LOTRO Renaissance? Not Quite.

Not all those who wander are lost.  Some are just on the way to Enedwaith.  I set aside City of Heroes this week after running through three of the four Praetorian arcs from start to finish.  CoH can do well in the future, if they expand on the Praetoria area of the game.  With some trepidation, I fired up LoTRO on the day of the subscriber head-start for the new content.

The game is mostly as I remember it.  They were nice enough to tell me that they had refunded the points that I had spent in my legendary items.  They neglected to tell me that my skirmish soldier (a healer) had also been reset.  Thus, the first skirmish that I attempted was a total bloodbath – and I was the supplier of the blood.

After re-training my soldier, I skirmished for a long while to get the feel for my character back.  Honestly, champions are easy to play.  Beat on things, get angry, and then beat on multiple things at once.  Learning to play a champion is easy – remembering where all the icons are and what they do is more difficult.  Unlike CoH, LoTRO requires at least three toolbars for a character, and most of my character are actually using five toolbars strategically spread about the UI.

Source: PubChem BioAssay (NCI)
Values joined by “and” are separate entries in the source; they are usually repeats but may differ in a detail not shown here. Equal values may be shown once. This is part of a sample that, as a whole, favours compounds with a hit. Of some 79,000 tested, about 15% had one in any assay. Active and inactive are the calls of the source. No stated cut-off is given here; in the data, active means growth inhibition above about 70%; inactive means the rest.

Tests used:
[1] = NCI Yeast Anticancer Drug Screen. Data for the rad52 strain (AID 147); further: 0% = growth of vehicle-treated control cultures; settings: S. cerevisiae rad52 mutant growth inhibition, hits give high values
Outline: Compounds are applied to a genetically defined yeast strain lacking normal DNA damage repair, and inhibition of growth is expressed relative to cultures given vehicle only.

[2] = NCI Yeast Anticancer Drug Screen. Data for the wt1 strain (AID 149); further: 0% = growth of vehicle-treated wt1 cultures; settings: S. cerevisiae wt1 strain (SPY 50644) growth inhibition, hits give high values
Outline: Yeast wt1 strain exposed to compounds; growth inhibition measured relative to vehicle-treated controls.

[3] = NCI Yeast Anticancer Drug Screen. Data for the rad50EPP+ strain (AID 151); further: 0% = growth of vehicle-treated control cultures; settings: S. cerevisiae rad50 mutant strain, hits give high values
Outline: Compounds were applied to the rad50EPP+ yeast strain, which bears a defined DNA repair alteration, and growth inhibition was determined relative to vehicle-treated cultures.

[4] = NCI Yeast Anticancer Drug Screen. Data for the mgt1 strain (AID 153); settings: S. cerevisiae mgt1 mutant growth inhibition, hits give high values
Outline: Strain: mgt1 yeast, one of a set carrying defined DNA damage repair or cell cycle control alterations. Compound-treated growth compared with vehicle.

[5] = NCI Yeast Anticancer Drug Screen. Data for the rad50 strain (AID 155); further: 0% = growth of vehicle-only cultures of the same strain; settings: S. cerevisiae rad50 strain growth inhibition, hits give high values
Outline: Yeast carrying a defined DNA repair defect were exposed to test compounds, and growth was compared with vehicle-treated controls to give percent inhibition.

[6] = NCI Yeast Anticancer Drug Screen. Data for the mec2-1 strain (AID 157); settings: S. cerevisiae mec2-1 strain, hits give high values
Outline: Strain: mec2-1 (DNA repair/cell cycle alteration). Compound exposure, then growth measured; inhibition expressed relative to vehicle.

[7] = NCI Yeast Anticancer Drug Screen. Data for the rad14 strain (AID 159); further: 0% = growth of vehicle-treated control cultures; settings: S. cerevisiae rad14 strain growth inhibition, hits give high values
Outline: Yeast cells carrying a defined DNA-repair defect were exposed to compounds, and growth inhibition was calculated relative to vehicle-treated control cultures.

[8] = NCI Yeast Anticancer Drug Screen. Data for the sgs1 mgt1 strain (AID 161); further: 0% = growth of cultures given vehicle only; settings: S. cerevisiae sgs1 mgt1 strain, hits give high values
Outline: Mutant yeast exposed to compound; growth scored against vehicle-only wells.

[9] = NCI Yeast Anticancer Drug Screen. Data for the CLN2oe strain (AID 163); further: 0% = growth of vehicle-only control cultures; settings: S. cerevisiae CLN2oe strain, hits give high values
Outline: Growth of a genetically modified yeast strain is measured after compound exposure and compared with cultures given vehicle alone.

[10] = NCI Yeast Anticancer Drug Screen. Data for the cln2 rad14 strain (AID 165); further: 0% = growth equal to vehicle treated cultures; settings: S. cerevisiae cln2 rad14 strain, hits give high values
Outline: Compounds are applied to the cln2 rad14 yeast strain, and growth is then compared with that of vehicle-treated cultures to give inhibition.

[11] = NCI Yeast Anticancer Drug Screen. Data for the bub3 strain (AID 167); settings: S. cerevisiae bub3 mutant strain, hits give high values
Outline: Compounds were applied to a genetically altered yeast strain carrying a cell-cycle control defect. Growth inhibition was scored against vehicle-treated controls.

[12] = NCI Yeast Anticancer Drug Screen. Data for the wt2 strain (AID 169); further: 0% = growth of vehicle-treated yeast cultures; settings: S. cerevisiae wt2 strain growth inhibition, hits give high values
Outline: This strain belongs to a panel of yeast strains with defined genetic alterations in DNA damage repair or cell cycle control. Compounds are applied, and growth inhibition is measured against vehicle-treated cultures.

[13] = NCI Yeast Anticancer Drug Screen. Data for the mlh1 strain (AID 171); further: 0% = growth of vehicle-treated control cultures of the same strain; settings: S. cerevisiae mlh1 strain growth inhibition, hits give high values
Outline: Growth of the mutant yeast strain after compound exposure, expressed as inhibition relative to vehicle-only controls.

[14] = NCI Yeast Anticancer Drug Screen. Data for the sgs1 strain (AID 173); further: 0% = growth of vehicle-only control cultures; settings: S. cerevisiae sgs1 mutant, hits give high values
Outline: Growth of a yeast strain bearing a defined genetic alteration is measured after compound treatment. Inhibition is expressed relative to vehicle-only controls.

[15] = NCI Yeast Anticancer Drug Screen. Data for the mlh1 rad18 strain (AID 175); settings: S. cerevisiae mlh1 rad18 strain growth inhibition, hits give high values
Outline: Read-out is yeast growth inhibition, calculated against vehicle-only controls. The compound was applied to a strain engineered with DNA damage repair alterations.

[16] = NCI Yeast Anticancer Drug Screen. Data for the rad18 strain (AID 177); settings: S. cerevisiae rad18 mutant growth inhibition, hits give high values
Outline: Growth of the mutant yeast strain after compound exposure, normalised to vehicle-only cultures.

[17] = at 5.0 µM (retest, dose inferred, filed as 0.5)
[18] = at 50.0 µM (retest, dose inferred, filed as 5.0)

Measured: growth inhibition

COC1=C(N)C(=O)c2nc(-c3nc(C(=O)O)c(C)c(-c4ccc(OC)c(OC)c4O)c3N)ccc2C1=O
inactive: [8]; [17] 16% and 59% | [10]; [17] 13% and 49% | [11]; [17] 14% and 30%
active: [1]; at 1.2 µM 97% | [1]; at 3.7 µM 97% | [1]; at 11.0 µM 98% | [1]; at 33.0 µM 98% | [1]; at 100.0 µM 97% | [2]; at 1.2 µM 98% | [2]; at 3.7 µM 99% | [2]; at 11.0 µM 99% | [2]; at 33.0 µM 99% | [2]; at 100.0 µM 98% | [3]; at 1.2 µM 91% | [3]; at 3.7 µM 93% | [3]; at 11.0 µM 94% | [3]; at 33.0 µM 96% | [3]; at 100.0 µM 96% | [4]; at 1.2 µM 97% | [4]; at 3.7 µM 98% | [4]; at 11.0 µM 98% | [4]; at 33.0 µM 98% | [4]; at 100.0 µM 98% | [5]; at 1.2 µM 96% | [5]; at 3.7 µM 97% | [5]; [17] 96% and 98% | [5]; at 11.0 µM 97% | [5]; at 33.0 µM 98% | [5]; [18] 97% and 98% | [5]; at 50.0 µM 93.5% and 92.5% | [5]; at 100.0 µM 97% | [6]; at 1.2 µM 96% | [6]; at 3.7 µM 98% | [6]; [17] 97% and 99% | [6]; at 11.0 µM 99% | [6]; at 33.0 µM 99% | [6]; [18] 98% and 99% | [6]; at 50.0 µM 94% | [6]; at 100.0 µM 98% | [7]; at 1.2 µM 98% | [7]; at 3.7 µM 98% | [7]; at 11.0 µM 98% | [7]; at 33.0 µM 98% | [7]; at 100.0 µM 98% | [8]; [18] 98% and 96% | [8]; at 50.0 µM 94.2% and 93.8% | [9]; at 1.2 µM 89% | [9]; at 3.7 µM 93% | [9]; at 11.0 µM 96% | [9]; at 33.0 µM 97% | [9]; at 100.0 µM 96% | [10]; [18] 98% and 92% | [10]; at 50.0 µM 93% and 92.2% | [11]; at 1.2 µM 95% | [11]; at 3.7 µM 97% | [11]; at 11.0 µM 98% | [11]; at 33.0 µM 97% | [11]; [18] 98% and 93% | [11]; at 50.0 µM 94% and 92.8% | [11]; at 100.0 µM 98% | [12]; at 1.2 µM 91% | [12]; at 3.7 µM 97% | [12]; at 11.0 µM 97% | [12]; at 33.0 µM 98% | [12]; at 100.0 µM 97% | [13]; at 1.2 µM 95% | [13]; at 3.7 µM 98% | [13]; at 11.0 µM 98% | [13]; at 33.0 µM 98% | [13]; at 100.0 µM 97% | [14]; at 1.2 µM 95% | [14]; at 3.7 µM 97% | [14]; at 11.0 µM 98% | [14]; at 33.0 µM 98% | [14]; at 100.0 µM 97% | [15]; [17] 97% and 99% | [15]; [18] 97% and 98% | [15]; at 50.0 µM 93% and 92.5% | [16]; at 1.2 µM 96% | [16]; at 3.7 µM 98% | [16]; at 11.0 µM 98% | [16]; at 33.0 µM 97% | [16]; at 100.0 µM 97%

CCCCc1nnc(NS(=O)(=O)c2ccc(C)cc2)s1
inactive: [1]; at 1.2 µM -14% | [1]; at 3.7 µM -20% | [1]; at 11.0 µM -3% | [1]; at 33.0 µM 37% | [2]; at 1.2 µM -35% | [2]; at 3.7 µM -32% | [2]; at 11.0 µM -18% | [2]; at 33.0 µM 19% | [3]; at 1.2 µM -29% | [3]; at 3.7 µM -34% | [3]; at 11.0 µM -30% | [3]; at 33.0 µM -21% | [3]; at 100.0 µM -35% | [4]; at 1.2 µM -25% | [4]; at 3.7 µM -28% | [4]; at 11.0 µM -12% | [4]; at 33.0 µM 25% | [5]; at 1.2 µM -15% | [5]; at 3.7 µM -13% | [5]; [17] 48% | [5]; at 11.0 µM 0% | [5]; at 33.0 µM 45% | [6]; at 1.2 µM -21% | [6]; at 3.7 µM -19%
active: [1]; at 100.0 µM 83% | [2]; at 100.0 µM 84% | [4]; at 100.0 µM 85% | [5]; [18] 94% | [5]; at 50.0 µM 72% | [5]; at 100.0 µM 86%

Having re-acquainted myself with melee AoE, I set off for Enedwaith,  Enedwaith is the new zone south of Eregion.  Which will come as a shock to anyone trying to level up while playing in Eregion, because mobs jump 15 levels all at once.  If a level 48ish character wanders in, they are not likely to wander out again.  I’ll admit that I like what I’ve seen in Enedwaith so far.  It is a good expansion, and it is outdoors under the sun for a change, rather than in a cave or in a gloomy forest.  It was needed – I know people who refuse to play in Moria or Mirkwood because it is too depressing to visit long-term.  On the other hand, the problem that I experienced before with LoTRO – a lack of casual content for people at the level cap – is still there.

I liked the fact that there were small 3-person dungeons in Mirkwood.  I intensely disliked the fact that they were set up for people to farm for hours at a time, collecting  loot tokens.  I like skirmishing – you can skirmish every day and do a few different skirmishes.  It’s not a grind.  On the other hand, hitting the same instance again and again is a grind.  In the Moria expansion, a casual player could collect the materials for and create excellent general-purpose gear without raiding.  It wouldn’t be radiance gear, and it wouldn’t be the top-end stuff, but it was good stuff.  The craftable level 65 gear you got out of Mirkwood was actually inferior to the level 60 gear you could make in Moria.  In other words, crafters are in serious need of some love right now.

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